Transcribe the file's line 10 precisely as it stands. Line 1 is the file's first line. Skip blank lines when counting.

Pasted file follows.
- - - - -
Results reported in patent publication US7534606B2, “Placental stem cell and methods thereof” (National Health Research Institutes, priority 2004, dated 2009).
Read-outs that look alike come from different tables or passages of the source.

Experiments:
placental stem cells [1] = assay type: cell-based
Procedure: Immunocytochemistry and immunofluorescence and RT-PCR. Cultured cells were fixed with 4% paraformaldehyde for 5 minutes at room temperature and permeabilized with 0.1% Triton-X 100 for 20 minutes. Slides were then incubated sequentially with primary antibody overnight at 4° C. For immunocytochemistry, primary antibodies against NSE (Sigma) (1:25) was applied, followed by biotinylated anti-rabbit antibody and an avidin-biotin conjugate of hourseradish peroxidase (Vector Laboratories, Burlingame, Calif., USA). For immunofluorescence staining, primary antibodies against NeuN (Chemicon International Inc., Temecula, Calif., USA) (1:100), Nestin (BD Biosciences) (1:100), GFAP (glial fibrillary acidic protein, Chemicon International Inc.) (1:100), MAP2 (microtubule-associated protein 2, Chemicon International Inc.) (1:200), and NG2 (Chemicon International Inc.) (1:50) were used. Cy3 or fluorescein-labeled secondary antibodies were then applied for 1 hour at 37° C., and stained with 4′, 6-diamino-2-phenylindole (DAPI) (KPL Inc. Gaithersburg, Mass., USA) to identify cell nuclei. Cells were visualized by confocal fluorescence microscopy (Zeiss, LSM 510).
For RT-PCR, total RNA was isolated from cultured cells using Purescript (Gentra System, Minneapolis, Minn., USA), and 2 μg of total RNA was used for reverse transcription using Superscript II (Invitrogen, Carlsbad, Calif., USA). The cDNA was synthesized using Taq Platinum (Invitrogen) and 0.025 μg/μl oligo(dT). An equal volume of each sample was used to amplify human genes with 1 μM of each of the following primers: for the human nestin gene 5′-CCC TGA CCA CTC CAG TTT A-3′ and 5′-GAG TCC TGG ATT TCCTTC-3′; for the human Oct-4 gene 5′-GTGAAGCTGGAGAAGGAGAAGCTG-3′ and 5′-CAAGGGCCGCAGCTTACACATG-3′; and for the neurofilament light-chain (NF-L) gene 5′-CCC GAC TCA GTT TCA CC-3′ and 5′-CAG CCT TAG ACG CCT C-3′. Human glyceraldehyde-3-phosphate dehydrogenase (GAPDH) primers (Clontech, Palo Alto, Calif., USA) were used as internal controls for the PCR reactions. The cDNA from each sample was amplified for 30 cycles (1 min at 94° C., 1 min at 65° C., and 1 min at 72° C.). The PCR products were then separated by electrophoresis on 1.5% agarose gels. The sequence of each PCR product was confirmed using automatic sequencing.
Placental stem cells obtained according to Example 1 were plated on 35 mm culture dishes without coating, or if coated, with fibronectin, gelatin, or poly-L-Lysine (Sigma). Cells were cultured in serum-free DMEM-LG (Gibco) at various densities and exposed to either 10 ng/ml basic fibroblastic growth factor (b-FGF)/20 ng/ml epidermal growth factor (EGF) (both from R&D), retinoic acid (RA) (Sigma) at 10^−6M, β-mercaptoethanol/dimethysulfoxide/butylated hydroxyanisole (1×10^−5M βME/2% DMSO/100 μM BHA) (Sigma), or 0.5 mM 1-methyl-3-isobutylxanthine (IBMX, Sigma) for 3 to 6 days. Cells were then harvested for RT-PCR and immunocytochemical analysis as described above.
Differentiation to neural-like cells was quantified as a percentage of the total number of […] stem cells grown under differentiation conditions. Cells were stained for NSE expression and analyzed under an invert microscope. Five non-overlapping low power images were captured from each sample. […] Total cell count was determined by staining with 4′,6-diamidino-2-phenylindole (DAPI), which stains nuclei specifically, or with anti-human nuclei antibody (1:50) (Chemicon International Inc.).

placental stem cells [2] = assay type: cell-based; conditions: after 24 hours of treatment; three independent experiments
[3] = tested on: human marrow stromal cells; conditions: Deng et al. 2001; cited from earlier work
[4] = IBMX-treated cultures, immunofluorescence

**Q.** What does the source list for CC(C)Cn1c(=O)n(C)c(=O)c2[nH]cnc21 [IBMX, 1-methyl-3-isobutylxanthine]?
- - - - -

[3] = tested on: human marrow stromal cells; conditions: Deng et al. 2001; cited from earlier work